Expert View

Trump’s Nato bluster risks all our security

by David Hannay | 18.06.2018

David Hannay is a member of the House of Lords and former UK ambassador to the EU and UN.

The fallout from last weekend’s G7 meeting in Quebec focused largely on Donald Trump’s bad-tempered outburst against Justin Trudeau, calling his Canadian counterpart “dishonest and weak”. More attention should probably have been given to another Trump tweet from Air Force One on his way to Singapore, raging against the amount EU countries pay into Nato and their trade arrangements with the US.

By now most observers have long since stopped expecting factual accuracy from Trump. It’s to be expected that he ignored the fact that the EU’s level of tariff protection and that of the US are similar, and generally low. As was the fact that those levels were established by common accord in the 1990s and have since been applied by both Republican and Democrat administrations. So too was the fact that the EU was quite recently negotiating away those tariffs in a transatlantic free trade partnership deal, which the Trump administration has now blocked.

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But the president linking Nato members’ levels of military spending to trade policy reaches a new degree of irresponsibility and risk. Nato’s outstanding success over its 70-year existence in providing security to its members without a shot being fired has depended crucially on the effectiveness of its deterrent capacity – specifically the commitment in Article 5 of the Nato treaty for each member to defend all others against aggressive action. By subjecting this to the transactional calculations of trade flows, Trump risks fatally undermining that deterrence. This point will not have escaped Nato’s adversaries.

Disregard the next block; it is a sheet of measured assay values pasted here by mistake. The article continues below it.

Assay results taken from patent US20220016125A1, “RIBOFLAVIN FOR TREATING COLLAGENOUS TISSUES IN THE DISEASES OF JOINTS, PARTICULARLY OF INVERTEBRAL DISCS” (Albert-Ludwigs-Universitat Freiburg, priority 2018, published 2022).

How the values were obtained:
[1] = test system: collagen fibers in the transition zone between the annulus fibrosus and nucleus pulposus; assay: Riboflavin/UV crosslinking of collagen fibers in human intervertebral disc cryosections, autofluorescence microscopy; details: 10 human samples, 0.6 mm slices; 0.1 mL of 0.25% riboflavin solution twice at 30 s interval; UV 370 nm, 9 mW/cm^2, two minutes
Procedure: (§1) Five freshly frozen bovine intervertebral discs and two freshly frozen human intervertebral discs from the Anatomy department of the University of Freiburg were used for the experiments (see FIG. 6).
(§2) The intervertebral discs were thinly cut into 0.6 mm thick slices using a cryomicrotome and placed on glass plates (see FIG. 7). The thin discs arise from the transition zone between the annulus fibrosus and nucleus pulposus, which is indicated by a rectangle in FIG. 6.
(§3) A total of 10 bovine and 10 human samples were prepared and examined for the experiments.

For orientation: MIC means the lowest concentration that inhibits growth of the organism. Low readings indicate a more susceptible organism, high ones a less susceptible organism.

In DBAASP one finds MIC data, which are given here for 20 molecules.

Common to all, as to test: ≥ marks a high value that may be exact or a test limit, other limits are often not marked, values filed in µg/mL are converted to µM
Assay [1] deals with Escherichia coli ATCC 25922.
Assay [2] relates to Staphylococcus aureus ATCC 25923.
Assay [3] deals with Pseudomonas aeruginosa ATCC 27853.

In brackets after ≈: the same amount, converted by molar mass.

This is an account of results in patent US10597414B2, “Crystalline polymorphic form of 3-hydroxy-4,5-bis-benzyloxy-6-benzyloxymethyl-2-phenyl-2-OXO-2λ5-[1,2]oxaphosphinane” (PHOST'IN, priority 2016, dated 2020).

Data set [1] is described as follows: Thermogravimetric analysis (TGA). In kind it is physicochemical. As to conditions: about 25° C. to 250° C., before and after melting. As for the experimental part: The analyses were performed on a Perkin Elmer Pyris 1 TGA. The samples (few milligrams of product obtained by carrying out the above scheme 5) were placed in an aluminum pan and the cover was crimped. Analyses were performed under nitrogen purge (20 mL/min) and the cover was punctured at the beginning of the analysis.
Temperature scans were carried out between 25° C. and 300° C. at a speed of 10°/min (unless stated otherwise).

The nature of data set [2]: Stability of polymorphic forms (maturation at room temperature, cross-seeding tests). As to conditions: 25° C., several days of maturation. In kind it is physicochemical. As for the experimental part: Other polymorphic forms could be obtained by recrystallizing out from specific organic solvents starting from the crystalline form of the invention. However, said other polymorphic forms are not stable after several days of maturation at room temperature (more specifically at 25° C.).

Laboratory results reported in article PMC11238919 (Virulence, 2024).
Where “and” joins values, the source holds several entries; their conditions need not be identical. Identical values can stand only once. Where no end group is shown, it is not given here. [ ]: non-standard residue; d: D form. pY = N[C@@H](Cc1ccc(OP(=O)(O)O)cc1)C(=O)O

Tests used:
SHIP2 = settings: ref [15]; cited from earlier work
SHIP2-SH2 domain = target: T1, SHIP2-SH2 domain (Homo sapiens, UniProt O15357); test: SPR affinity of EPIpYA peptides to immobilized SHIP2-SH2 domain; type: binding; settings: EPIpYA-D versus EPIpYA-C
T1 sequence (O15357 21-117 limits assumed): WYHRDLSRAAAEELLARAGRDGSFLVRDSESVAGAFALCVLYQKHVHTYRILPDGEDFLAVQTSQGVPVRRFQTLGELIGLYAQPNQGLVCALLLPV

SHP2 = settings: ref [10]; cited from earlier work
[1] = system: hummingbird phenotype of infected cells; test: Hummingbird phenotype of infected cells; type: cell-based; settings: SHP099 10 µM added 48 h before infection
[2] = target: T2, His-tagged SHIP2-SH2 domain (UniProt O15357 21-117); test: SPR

The security with which Trump is playing fast and loose is the UK’s too, not just that of those Nato members who are failing so far to hit the 2% of GDP target to support the alliance.

Nato’s leaders will be meeting at a summit in Brussels in three weeks’ time. If the potential damage from that tweet is not repaired then – by making it clear that the Article 5 commitment is an unconditional one and, most crucially, by ensuring the trade linkage is not repeated – then the security of all of us will have been jeopardised.

Our own government will, quite rightly, be pressing our partners to move more rapidly towards the 2% target. But it must not lend itself to any such linkage, which will be as damaging to us as to those to whom it is directed.

As we move into the closing stage of the Brexit negotiations, it is becoming clearer by the day that the Trump policy prescription of disrupting his allies is going to catch us at a peculiarly vulnerable moment. We are already at odds with US policies on climate change, trade, Palestine, and their reneging on the Iran nuclear deal. Seeing our own security put into play by our closest ally is surely something we need to do all we can to resist.

Edited by Luke Lythgoe

Tags: , , , Categories: Security

One Response to “Trump’s Nato bluster risks all our security”

  • Mark my words, IMHO.
    The only benefits to come from Trumps actions, are personal benefits for trump, nobody else matters to him. Whatever deal he might do at any time, anywhere, the result will be beneficial to trump.
    Any organisations that benefit from his actions will reward him.
    No benefit to the American people, or to the UK.
    I believe that he is finding ways of making very large amounts of money from his time as president.
    Enabling him to, potentially, get his companies out of debt.